The Artist’s Mother: Head Only, Full Face 1628


Rembrandt Harmensz. van Rijn

1606 Leiden – Amsterdam 1669

The Artist’s Mother: Head Only, Full Face 1628

etching; 63 x 66 mm (2 1/2 x 2 5/8 inches)

Bartsch 352, White/Boon second (final) state; Hind 2; The New Hollstein 6 second (final) state

This rare little plate is one of the earliest to be generally accepted as the work of Rembrandt. It is still experimental; the artist has not managed to get the tonal balance in the biting of the two states correct. The face, which was etched first and was never bitten deeply, is considerably paler than the hood, which was added later.

Further, the unusual composition makes the print look almost like a fragment; the head of the woman is oddly anchored slightly to the lower right of the image and points to Rembrandt’s early tendency to begin drawing with his etching needle without having a clear idea of the size or position of the intended image. In this case, although the first state (of which a unique impression survives in Amsterdam) shows that the artist used black chalk to develop a version that would have included part of the figure’s upper body, in the end, the artist cut away more than an inch of the plate just below her chin, reinforcing the idiosyncrasy of the portrait. Another print that Rembrandt made of his mother in etching and drypoint the same year (Bartsch 354) and in etching and engraving in ca. 1631 (Bartsch 343) demonstrate his rapid progress in a range of printmaking techniques.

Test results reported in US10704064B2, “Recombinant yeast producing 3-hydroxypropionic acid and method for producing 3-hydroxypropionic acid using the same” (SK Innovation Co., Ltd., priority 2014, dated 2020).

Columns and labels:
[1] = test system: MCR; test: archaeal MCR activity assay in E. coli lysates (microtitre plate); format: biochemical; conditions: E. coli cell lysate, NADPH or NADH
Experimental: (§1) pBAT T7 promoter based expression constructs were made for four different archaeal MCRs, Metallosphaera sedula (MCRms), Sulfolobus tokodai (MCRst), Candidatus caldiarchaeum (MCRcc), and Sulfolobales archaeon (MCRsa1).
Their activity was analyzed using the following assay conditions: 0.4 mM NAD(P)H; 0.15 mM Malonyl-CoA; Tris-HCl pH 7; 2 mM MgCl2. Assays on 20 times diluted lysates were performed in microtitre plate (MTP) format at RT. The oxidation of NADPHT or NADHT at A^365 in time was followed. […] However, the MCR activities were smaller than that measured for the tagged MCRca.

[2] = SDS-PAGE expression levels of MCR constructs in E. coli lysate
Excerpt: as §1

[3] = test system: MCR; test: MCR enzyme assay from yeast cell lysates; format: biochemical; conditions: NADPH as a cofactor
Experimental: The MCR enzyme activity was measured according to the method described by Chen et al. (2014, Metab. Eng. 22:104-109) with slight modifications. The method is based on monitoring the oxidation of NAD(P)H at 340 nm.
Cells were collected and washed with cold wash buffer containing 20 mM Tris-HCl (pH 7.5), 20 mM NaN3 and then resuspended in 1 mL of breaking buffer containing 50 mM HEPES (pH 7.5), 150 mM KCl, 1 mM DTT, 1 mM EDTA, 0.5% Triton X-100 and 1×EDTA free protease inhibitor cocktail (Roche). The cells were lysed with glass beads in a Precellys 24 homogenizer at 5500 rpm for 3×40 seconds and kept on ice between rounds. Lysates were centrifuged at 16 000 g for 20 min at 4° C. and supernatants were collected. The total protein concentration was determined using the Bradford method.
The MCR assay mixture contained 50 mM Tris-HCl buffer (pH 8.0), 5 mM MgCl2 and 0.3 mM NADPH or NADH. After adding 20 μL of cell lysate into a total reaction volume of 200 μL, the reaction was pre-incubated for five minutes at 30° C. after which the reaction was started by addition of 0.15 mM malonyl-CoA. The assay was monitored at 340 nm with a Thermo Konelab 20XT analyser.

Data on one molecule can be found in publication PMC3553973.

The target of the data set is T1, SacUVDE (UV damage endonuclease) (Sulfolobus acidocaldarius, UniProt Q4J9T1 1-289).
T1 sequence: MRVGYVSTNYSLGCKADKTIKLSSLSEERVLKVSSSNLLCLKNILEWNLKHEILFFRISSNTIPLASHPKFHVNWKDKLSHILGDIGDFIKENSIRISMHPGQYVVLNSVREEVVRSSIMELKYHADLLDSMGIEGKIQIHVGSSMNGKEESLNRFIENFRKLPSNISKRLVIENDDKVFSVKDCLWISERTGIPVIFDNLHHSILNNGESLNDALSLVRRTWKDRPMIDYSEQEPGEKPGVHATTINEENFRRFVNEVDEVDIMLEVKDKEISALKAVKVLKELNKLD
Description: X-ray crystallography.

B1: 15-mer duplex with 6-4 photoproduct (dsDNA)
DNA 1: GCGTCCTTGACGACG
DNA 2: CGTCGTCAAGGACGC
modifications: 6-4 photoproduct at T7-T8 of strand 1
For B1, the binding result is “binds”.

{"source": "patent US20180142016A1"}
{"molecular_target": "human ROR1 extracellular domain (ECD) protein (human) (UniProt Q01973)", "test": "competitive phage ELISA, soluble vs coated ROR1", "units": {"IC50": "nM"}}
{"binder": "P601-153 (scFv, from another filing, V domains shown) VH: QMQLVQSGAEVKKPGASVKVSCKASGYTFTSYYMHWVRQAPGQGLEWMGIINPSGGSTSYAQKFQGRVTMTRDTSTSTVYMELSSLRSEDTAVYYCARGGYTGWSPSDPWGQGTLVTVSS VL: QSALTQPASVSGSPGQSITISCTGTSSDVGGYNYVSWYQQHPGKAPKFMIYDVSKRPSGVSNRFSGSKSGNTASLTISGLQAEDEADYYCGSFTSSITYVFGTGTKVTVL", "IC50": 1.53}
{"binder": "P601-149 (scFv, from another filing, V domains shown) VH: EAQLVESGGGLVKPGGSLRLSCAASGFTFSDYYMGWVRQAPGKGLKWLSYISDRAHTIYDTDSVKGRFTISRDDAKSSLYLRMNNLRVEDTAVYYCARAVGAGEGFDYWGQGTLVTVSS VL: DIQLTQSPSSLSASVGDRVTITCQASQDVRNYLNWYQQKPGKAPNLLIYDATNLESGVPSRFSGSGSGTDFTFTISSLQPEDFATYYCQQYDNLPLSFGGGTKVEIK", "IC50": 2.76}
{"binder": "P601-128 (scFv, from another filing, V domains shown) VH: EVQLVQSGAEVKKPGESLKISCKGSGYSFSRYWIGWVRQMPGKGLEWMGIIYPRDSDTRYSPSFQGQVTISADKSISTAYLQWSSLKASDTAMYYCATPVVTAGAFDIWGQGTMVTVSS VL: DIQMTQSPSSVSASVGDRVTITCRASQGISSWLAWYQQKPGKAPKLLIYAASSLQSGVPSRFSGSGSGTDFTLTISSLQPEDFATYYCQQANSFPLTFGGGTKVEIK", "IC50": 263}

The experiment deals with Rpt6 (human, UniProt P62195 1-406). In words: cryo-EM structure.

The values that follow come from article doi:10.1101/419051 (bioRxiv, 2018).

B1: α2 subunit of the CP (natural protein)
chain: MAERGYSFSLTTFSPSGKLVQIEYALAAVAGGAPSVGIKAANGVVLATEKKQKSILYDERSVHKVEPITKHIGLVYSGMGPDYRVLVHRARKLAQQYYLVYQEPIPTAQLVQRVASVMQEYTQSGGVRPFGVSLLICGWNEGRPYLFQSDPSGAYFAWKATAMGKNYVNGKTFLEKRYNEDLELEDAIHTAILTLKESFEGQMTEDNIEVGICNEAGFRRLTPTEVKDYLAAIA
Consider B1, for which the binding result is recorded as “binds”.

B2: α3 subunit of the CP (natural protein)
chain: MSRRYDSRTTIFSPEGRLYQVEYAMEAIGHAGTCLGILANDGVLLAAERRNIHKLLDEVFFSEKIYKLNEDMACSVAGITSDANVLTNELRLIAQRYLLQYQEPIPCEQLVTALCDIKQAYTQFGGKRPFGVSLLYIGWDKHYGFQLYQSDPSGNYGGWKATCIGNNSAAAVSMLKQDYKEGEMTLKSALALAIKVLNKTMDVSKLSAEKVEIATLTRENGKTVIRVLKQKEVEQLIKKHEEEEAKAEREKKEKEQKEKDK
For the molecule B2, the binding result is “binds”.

Rembrandt’s mother provided a readily available female counterpoint to his own self-portraits. But his choice of her as subject matter also reflects a growing market at this time for images of old people, their time-worn faces providing a contrast to the long-established taste for comely young women. This aesthetic interest might also relate to the contemporary “picturesque” taste for such dilapidated old structures as ruins and humble farmhouses as well as peasants and beggars. The popularity of these motifs, frequently addressed by Rembrandt himself, might be explained in some cases by their familiarity, as well as by their freedom from complex or morally burdensome religious, historical, or literary themes.